Fewer than 10 employees
More than 1000 employees
Percentage of uninsured workers, by industry, 1995:
Business and repair services
Despite the perception that most health benefits are provided by employers, the actual dollars are coming from individual employees and citizens.
Average cost of premiums for medium and large employers, 1997:
Single Family Conventional $2311 $6033 HMO $1920 $5157 PPO $2028 $5325 POS $2021 $5572
Proportion of premium paid by employee, by firm size 1996:
Small (<200 employees) Medium/Large Single Coverage 33% 22% Family Coverage 44% 30%
Employers in high wage industries don't want to give up employment-based insurance because they
THE LINK BETWEEN EMPLOYMENT AND HEALTH CARE is an accident of history unique to the U.S. Health insurance tied to jobs inevitably leaves some people without coverage.
MIDDLE-INCOME WORKERS ARE OFTEN "UNDERINSURED" - they do not receive services they need because their co-payments or deductibles cost too much, or their managed care companies do not cover specialized services they need.
feel it gives them the ability to control health care costs. They have been the main forces promoting managed care and moving their employees into managed care plans. Employers of low-wage workers often do not provide health insurance for their employees, making them "free riders" in economic terms. The slight upward income expansion of Medicaid eligibility is providing some help to these workers. However, private insurers don't want Medicaid eligibility to reach too high income levels out of fear that it will cut into their business.
Medicare was enacted in 1965 as part of President Johnson's Great Society program. Leaders of the failed attempt to obtain national health insurance in 1949 created the Medicare strategy. Unable to get coverage for everyone, they started with the most needy and vulnerable group. Medicare provides coverage to all people over 65, regardless of income. It was expanded in the 1970s to include some people with disabilities.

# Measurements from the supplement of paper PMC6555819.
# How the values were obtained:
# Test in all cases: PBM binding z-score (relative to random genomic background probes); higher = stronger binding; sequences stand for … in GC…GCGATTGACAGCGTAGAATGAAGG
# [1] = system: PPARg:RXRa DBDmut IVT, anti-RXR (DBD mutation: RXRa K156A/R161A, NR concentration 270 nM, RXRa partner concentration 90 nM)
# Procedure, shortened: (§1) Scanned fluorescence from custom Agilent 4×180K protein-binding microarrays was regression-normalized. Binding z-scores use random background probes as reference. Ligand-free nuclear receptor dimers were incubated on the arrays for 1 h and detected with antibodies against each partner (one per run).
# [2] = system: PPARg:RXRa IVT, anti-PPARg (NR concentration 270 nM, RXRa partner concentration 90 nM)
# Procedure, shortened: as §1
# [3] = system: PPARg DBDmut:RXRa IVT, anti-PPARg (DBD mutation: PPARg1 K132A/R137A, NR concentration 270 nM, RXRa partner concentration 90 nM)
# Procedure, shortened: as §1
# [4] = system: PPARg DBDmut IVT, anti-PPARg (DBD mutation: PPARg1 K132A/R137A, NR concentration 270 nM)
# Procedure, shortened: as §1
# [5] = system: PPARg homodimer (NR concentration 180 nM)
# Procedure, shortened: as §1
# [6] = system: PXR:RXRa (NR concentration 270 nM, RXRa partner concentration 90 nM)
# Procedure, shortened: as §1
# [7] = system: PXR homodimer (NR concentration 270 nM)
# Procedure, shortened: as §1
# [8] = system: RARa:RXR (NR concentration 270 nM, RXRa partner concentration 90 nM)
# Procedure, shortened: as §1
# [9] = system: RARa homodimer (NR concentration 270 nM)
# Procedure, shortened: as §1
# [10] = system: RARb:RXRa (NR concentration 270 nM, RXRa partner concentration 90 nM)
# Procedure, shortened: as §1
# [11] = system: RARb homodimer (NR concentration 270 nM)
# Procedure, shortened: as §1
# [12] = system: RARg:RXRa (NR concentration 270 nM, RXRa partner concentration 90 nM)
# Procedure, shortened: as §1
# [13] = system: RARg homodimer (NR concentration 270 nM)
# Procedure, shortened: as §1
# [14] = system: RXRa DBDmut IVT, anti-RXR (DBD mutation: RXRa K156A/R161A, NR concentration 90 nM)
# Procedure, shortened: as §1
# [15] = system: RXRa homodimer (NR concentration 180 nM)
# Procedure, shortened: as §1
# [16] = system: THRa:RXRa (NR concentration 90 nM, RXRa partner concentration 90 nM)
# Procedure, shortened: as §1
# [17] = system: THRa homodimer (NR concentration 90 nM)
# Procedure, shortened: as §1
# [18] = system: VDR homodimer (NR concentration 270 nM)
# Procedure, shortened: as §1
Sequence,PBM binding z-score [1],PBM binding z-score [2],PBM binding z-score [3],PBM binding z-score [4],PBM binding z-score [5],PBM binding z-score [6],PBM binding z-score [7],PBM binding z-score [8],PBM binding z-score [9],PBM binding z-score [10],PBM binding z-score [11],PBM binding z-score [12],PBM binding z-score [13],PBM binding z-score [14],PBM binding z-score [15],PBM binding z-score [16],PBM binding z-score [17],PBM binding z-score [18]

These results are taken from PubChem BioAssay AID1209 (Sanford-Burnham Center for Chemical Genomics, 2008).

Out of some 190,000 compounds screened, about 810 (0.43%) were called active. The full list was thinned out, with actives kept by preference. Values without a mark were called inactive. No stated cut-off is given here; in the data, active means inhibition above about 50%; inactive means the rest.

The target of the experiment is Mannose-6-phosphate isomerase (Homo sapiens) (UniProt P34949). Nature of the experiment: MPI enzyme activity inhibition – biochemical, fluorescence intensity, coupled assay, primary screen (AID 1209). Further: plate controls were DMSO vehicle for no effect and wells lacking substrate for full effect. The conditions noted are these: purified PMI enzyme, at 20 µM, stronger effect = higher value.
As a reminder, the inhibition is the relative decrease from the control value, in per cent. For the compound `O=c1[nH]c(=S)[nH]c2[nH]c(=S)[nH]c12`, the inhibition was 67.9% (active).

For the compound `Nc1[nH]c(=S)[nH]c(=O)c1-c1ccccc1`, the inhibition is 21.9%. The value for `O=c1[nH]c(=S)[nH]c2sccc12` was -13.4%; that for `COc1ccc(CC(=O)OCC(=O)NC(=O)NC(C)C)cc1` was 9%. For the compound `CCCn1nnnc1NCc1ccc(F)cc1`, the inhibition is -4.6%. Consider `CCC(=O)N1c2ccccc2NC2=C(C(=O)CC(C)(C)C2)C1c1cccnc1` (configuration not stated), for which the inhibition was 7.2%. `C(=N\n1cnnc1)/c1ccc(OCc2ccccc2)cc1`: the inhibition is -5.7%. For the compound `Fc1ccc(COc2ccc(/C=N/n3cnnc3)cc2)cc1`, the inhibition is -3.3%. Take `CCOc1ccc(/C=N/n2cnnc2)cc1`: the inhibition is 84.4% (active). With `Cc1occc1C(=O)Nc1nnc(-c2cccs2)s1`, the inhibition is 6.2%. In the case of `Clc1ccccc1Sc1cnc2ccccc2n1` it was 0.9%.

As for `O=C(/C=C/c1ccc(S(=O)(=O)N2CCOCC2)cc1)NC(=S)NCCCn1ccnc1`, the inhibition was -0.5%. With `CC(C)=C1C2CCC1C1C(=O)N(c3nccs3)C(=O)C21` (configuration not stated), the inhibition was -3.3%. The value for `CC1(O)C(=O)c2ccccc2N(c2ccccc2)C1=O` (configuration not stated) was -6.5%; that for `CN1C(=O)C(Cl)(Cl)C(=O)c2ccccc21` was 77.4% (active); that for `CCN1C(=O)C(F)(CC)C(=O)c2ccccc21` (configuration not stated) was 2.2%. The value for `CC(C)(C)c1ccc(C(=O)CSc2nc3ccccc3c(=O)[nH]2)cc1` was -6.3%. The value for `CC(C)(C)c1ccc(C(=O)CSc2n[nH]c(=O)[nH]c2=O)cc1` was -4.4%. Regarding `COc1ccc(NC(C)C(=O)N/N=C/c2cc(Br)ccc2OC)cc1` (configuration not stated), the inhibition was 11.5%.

The benefit plan created in 1966 mirrored private insurance, including co-payments and deductibles. As care became more expensive, more and more people obtained insurance to pay these costs through supplemental insurance often called "Medigap." This is sometimes provided by former employers as a retirement benefit, sometimes purchased individually and sometimes provided to the those with the lowest income through Medicaid.
Originally Medicare paid hospitals and doctors as private insurers did, paying individually for each item or procedure. As technology made health care more expensive, in the 1980s Medicare switched to prospective payment, paying a fixed price per diagnosis regardless of individual costs (the DRG system). This controlled the Medicare hospital expenditures, but led insurers, hospitals and physicians to "cost-shift" to private insurers and employers. This led to the double-digit health inflation of the late 80s and early 90s. Government intervention controlled costs temporarily, but soon health care industry stakeholders found ways to shift costs onto other parts of the system. Medicare coverage and expenditures, 1995 # covered per capita expenditures
Medicare spending as a % of total spending by sector,
|$||% of total $|
|Doctors||$ 39.7 billion||20%|
|Nursing homes||$ 7.8 billion||10%|
MEDICARE IS A SOCIAL INSURANCE PROGRAM that covers everyone under one set of rules. Its 3% administrative overhead is a fraction of the cost of private insurers.
CHANGING MEDICARE to a voucher to purchase private insurance will weaken the program as insurance companies will try to "cherry pick" healthy patients who use fewer services. Programs using taxpayer dollars will be left to serve those with the most expensive health care needs.
THREE OUT OF FIVE SENIORS LACK COVERAGE FOR PRESCRIPTION DRUGS. Medicare coverage of prescription drugs has become a big issue as newer medicines play a bigger role in maintaining and improving health and prices rise faster than inflation.
MEDICARE IS A UNIVERSAL HEALTH CARE PROGRAM for everyone 65 years and older . It could be the basis for expanding health care to all, by lowering the age people are eligible for benefits and/or extending coverage to all children, until everyone is covered.
Medicare is America's largest, most important and most successful health insurance program, yet it is under constant cost pressure from advances in care and the graying of the population.